Friday, 22 March 2019
It's time to build your dream home. But you don't just want it to be your dream home.
You want to create a home your family will cherish for many decades. You want to build a family home that will stay in the family — a place your grandchildren and their grandchildren will call home.
But how do you build a house that will be beloved by your family for many generations?
Here are some tips, ideas, and recommendations for planning and building a house that will become the heart of your family today, and well into the future.
There's nothing more important than location when it comes to real estate, and even more so when you're building a home that needs to be a desirable place to live for many years.
Even though resale isn't necessarily a concern, obviously you want to build in a neighborhood where home prices are consistently rising. A good school system should also be a factor, as should accessibility and convenience.
A new community would give you more options for selecting a choice piece of property. Buying into an established affluent neighborhood might require some patience, as lots are typically in short supply. In many mature neighborhoods, buyers are actually purchasing existing homes and tearing them down to build.
Regardless of whether you want old or new, urban or somewhat rural, purchasing the property will probably be a substantial investment. Enlisting the services of a seasoned local real estate agent can help you make the right location choice for your family's forever home.
A true family home should be designed to reflect the personality and values of the family commissioning it. For example, if your mother grew roses or your great grandfather was an academic, a lovely rose garden or study lined with bookshelves will keep their legacy alive for years to come. A customized estate home should tell the family's story, and your architect should work closely with you to ensure your home does.
Instead of following the latest architectural trend, think Tudor, Cape Cod, Colonial and Greek Revival. These classic styles have stood the test of time and will continue to do so, while many of the McMansions built in the 1990s look tired and dated now. Your architect can help you add custom features to transform one of these classic styles into your family's legacy estate.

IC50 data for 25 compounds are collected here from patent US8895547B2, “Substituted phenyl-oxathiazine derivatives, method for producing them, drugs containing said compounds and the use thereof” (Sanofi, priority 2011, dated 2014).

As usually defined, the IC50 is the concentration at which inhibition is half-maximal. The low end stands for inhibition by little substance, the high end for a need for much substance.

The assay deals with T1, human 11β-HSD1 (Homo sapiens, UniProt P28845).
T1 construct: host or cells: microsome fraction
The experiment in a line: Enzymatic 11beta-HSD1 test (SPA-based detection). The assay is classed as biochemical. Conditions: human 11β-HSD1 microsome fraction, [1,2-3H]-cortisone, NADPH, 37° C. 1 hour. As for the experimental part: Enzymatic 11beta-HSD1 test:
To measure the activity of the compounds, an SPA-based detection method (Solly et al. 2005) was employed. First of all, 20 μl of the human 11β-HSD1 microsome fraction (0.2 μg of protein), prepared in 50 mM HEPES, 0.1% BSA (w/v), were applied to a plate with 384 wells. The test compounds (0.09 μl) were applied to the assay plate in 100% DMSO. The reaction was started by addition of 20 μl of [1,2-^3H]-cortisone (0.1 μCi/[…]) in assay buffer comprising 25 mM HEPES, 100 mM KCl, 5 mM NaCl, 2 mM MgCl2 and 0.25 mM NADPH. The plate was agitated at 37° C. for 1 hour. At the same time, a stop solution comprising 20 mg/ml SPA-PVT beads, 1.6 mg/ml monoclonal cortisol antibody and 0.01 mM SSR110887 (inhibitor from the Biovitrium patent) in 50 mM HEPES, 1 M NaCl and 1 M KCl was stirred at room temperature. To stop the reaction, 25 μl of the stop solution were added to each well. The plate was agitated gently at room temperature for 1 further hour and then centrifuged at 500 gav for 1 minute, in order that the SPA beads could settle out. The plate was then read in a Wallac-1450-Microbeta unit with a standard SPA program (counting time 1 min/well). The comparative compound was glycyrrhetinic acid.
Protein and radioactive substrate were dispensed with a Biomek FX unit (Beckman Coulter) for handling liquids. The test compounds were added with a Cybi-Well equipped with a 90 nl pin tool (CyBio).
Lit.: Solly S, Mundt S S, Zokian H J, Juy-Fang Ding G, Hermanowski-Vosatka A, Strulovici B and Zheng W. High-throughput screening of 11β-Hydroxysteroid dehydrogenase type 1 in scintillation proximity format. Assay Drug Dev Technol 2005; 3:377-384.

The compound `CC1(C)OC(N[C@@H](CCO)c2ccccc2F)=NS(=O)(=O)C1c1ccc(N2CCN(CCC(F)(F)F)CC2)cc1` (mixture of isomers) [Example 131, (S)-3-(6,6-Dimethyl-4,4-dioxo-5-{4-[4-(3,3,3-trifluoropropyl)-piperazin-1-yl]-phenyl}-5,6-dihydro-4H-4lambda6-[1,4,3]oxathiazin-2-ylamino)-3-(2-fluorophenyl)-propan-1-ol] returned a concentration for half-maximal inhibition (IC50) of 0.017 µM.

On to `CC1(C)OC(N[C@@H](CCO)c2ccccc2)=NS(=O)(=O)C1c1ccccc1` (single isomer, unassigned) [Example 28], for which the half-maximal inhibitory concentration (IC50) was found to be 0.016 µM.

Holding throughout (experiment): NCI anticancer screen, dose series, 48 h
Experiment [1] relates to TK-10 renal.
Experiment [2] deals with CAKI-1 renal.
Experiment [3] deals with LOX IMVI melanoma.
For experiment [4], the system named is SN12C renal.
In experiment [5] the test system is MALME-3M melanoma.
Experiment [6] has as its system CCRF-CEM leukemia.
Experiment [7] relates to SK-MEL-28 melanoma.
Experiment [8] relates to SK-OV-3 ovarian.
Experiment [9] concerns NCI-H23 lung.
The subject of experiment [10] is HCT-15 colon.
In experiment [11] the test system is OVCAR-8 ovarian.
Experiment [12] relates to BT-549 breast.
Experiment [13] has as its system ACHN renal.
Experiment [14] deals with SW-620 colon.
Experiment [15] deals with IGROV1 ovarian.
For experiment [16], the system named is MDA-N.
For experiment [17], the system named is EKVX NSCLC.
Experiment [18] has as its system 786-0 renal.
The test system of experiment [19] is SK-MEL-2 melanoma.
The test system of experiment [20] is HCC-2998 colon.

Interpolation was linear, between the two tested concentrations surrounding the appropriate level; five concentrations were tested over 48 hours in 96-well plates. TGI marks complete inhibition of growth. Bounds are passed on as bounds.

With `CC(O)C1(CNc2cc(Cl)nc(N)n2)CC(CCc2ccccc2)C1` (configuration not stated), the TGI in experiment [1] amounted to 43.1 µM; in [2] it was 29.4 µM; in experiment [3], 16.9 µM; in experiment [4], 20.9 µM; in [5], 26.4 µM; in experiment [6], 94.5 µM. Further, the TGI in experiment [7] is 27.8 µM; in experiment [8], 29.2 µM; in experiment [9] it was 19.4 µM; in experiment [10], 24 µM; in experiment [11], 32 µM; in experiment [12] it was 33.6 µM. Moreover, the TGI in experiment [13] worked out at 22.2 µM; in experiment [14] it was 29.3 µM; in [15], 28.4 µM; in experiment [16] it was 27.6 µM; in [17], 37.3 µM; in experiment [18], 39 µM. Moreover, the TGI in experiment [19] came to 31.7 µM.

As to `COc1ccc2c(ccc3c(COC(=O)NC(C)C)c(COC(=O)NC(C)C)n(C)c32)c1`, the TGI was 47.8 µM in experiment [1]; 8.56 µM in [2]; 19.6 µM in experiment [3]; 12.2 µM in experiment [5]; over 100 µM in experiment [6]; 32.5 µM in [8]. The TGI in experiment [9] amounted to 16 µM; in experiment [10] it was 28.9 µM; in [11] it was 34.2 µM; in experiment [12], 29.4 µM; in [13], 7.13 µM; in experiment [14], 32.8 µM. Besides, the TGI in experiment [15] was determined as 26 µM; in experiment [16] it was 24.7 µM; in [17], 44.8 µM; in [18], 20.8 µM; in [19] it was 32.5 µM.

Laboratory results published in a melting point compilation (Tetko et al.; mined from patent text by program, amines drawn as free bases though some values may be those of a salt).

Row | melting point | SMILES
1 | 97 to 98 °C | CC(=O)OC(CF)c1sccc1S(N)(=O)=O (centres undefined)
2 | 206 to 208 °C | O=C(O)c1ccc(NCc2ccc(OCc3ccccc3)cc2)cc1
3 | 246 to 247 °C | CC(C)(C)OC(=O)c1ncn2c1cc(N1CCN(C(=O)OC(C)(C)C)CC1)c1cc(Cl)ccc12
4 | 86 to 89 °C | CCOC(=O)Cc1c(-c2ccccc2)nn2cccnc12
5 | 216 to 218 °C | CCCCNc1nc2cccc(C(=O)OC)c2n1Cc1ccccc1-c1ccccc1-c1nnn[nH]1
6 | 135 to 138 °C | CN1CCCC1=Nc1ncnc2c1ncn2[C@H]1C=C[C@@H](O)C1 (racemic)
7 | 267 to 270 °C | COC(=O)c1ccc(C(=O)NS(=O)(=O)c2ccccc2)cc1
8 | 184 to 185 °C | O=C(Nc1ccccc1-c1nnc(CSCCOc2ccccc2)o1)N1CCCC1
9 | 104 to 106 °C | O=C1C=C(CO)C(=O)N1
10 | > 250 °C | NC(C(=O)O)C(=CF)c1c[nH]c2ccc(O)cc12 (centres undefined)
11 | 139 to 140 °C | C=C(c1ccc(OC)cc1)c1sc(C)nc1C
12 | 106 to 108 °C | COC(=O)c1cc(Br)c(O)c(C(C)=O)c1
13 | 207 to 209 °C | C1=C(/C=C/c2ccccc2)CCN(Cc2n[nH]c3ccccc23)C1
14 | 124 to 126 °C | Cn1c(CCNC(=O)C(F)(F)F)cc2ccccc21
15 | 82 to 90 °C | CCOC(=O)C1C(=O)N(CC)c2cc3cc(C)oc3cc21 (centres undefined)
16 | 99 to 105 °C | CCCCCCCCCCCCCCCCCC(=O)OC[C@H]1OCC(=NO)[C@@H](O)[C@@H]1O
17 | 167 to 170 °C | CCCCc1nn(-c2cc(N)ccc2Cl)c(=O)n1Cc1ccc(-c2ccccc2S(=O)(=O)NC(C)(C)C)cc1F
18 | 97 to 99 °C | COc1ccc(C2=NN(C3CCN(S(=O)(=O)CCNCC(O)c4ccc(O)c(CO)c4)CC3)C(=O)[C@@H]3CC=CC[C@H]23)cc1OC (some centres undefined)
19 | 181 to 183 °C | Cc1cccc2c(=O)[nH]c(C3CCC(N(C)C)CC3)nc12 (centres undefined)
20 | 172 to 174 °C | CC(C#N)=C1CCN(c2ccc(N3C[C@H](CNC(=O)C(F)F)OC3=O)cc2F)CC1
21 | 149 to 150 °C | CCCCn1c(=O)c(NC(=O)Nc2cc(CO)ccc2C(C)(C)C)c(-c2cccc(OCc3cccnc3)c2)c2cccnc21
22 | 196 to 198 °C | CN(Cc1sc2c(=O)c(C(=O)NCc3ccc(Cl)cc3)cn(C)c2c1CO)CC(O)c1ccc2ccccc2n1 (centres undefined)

For homes to retain their grandeur and value for multiple generations, they must be well built and feature superb craftsmanship. Beautiful woodwork and marble will still be stunning in 100 years. This doesn't mean you have to sacrifice your personal style, but a well-designed and impeccably built home will provide the perfect backdrop for each generation's choice of décor.
Very few dream homes have ever come in under budget. And while it's important to keep an eye on costs, remember this is a home designed to last for many lifetimes. Investing in quality materials and special features will make the home a source of enjoyment and pride for decades and can be well worth the splurge.
Over the years, family members of all ages could live in the home, from elderly parents to growing families. Your architect can offer suggestions for how the home can accommodate your family at different stages of their lives, such as having some bedrooms on the main level, making sure there's a step-free entrance to the home or even installing an elevator.
You are building this home for your family, and you want the home to stay in the family. An estate planning attorney can help create a strategy to ensure this happens and also determine the most tax-advantaged way to pass your home on to your heirs.
Building an estate home for your family is a wonderful gift you can give your descendants. Careful planning, thoughtful design and attention to detail can help you create the house you have imagined— a home where your family will make treasured memories today and well into the future.
The content provided is for informational purposes only. Neither BBVA USA, nor any of its affiliates, is providing legal, tax, or investment advice. You should consult your legal, tax, or financial advisor about your personal situation.
Opinions expressed are those of the author(s) and do not necessarily represent the opinions of BBVA USA or any of its affiliates.Links to third party sites are provided for your convenience and do not constitute an endorsement.
BBVA USA does not provide, is not responsible for, and does not guarantee the products, services or overall content available at third party sites. These sites may not have the same privacy, security or accessibility standards.
Developing a transition plan that outlines what will happen to your business when your retire or you die is crucial, particularly if you want to leave the business to your heirs.
First generation founders of successful businesses often ask: “Are we preparing the next generation in the right way, such that they are ready when we ‘pass the baton’ to them?”